“Patience is bitter but it’s fruit is sweet”: There isn’t a more appropriate proverb to describe my summer of 2018. Getting provisionally shortlisted for the Khorana Scholar’s Program was indeed an indication of great days awaiting me but little did I know that I would have to pass the test of time to give wings to my dreams. After a series of emails to professors across the US, a task that was often disappointing due to the negative replies, one positive response on one fine day set the pace of my American journey.
It was the University of Chicago where I was to spend my summer under the able mentorship of Infosys Prize winning scientist, Prof. Yamuna Krishnan. However this was just the beginning, the rough terrain to overcome was yet to be encountered in the form of J1 Visa administrative processing under section 221(g). It was the worst 40 days after the day of my visa interview when I had almost given up hope of realizing my beautiful dream. This delay cut short my internship to 6 weeks but today on coming back to India I can definitely say that these 6 weeks contributed to a life changing experience for me.
Chicago- the windy city, the city of the great blue Lake Michigan, the city of the oh-so-cheesy deep dish pizza, the home to the finest museums and the list goes on. With no prior accommodation arrangements, my initial 2 days in Chicago was at my cousin’s friend’s place in Pilsen. It was a wonderful Mexican neighbourhood which didn’t yet give me the feeling of being in the US. My next few days of stay was with a PhD student at my host lab who was generous enough to accommodate me till I found a place of my own(that was hard!!). That pace gave me a beautiful view of the Great Lake and of Downtown Chicago.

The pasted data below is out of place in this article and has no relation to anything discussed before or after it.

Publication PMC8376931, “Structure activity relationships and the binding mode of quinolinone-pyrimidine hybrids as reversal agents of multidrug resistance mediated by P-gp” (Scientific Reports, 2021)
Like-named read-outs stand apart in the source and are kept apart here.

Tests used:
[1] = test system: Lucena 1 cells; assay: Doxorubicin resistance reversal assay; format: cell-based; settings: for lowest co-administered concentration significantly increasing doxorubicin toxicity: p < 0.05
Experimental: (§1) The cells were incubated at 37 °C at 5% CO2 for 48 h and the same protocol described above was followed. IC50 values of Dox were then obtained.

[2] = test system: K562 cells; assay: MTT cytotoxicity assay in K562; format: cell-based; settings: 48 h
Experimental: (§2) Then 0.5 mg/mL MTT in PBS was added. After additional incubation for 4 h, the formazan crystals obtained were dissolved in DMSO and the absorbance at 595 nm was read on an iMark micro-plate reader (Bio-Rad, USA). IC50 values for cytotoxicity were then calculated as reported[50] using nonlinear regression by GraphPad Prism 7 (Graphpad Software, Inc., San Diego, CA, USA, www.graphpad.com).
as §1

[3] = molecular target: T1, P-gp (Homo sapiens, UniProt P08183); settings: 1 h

Back in lab, I was getting to know my PhD mentor, my project and my work for the rest of my stay. My host lab was in the Department of Chemistry (wait does that ring a bell?). A Biotechnology student interning in a chemistry lab is that what you might be thinking? I would like to highlight this aspect, a concept that changed the way I used to think all these years. In this lab I learnt that science is so very interdisciplinary. There is nothing called different subjects- physics, chemistry, biology or mathematics. A true scientist is one who knows how to combine and collaborate, to explore and diversify. This lab has people chemically synthesizing DNA based sensors which find applications in cellular studies. I was assigned a project that involved genetics of the model organism of choice in the lab- the nematode C.elegans. Since my duration was reduced, my project was designing an experiment after extensive literature survey, rather than forcing myself to generate experimental data within a stipulated time. This was another lesson learnt that a successful experiment is a product of a strong background study, a strong hypothesis and patient execution. There were other summer interns in the lab too and each of us were given completely different projects. At the Undergrad Symposium held in our lab towards the end of our internships, we presented our ideas and our work which was an intellectually exciting session with a common message that hypothesis matters, blindly doing experiments suggested by others doesn’t count at all.